THE LAST DITCH An Englishman returned after twenty years abroad blogs about liberty in Britain
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December 2009

An English New Year's Eve tradition, but not in England

YouTube - Dinner for one.

I was intrigued to learn today (h/t Omnium) that an obscure English sketch was (a) one of the first pieces ever recorded to videotape by German television and is (b) an intrinsic part of the New Year's Eve tradition in the German-speaking world. According to Wikipedia;

The 18 minute single take black-and-white 1963 TV recording featuring British comedians Freddie Frinton and May Warden has become an integral component of the New Year's Eve schedule of several German television stations.

It is always played in the original English, has not been broadcast in England for 30 years and yet is seen by half the population of Germany each year. This year, apparently, it can be seen at 12 different times today on various channels. It seems the Germans do have a sense of humour and that - oddly - it used to be ours.

The full version, with German introduction, can be seen here. The main English course can be seen below. What a strange kind of immortality for long-forgotten (in his own country) Freddie Frinton.

A happy new year to all my readers. Here's hoping for a peaceful, prosperous and successful 2010 for all. And to our weirdly-humoured German friends, Einen guten Rutsch!

The Dishonoured List

No place for MPs and bankers in unflashy New Year honours list | UK news | The Guardian.

Dick I have long believed that the system of "honours" is at the heart of British Establishment corruption. Of course, there is nothing intrinsically wrong about honouring lifetime achievement or social contribution. There is, however, something very wrong about politicians making the selection.

It is a minor piece of corruption for politicians to "honour" the nation's favourite footballers or pop stars. Like ugly, uncool Prime Ministers inviting beautiful people to Downing Street, they do it to win votes by associating themselves with popularity. That's what leads to such nonsense as rockers with more letters after their name than chords in their repertoire.

But that is the least of it. There are the party apparatchiks who work loyally in the hope of a chance, one day, to lord it (perhaps even literally) over friends and neighbours. There are the newspaper editors who know that to allow their journalists to speak truth to power will jeopardise the knighthood that otherwise comes up with the rations. Even if they don't care for such trifles themselves, they will have a disappointed family to contend with. Perhaps a wife who loses the right to be "Lady X." Or a mother who misses a Buckingham Palace investiture. Such subtle pressures are enough to keep many in line.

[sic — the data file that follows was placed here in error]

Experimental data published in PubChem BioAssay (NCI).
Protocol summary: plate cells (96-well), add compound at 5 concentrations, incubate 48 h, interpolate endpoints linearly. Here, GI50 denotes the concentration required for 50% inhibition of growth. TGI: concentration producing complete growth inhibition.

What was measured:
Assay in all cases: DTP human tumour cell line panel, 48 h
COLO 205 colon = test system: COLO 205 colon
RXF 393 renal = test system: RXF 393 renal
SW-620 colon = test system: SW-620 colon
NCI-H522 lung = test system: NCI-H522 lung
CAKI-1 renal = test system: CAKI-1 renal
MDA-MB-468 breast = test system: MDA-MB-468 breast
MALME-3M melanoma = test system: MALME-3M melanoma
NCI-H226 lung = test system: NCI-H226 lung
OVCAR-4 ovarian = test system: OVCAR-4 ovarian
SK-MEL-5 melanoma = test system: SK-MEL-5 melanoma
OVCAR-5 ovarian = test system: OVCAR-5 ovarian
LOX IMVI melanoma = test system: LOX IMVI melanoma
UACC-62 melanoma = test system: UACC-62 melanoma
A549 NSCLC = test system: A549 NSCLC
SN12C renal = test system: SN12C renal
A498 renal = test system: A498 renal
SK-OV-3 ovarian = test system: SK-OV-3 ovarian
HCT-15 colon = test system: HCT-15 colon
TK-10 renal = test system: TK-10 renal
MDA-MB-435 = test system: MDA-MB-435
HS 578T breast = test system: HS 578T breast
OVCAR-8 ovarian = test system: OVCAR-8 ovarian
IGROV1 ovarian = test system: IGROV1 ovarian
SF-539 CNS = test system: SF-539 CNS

Of course, this is all rather English and understated. Rarely does the system shows its fangs. This year's New Year's Honours list, however, features a major, yellow-toothed, foul-breathed snarl;

...the Queen's Police Medal goes to assistant commissioner Cressida Dick, who runs Scotland Yard's specialist crime wing, but was in charge of the operation that led to the fatal shooting of Jean Charles de Menezes at Stockwell tube station in 2005.

Yes, the jury in the "health and safety" show trial - used by the state to put the matter on hold until it was "old news" - specifically exonerated Ms Dick. Perhaps the lethal errors were all made after she - as Gold Commander - transferred control to CO19. Certainly there is no proof she was involved in discrediting an innocent victim in the disgraceful campaign of lies and spin which followed Jean-Charles's murder.  Perhaps history will even remember her for her role as head of the Metropolitan Police's "Diversity Directorate" more than for that day of national disgrace. Perhaps.

The question still remains. In honouring a woman whose name is tied to that monstrous injustice, what message, dear reader, does our Prime Minister intend to convey?

Smoking doublethink

No smoking prison sparks drop in crime - Telegraph.

As Dick Puddlecote points out, the media can't have it both ways. If a smoking ban can reduce the number of people going to jail, it can also reduce the number going to the pub.


Personally, I give the story little credence. A smoking ban in prisons will only increase the price of snout. Illegal drugs are, after all, widely (if expensively) available inside. If there were truth in the story, however, it should (if any actual thought underlay their positions) present a dilemma for the left. If fear of tobacco deprivation were enough to deter criminals, why stop there? How about banning TV sets? Playstations? Or, for the white-collar criminals, The Guardian? It has to be worth thinking about.

Guardian readers may also like to note that the story suggests crime is a matter of choice. However sad their family or social circumstances; however severe their peer-pressure; however vulnerable the potential criminals may have been, it seems they could choose not to commit crime.

What a heartening thought for the New Year.

Time to draw a line

Ambush Predator: Overstepping Their Bounds?.

JuliaM (you won't see her coming) correctly identifies the issue. No-one should be surprised that a policeman would overstep his authority. After all, it was his desire to boss people about that drew him to the job in the first place. Everyone faced by a man in police uniform should be on their guard. What is shocking about this story is that the (formerly) sturdy yeomen of England submitted in such a docile fashion.

Did no-one in this group of royalist loyalists even think to object? When will the British people understand that the law is theirs. It does not belong to the lowbrow hirelings employed to enforce it?

Woman of the year

2009 in review: MPs' expenses | World news | The Observer.

Heather Brooke gave us our only political hope of 2009. She is what all our journalists should be. She explains her motivations for researching MP's expenses succinctly (and rather sadly) in the linked article;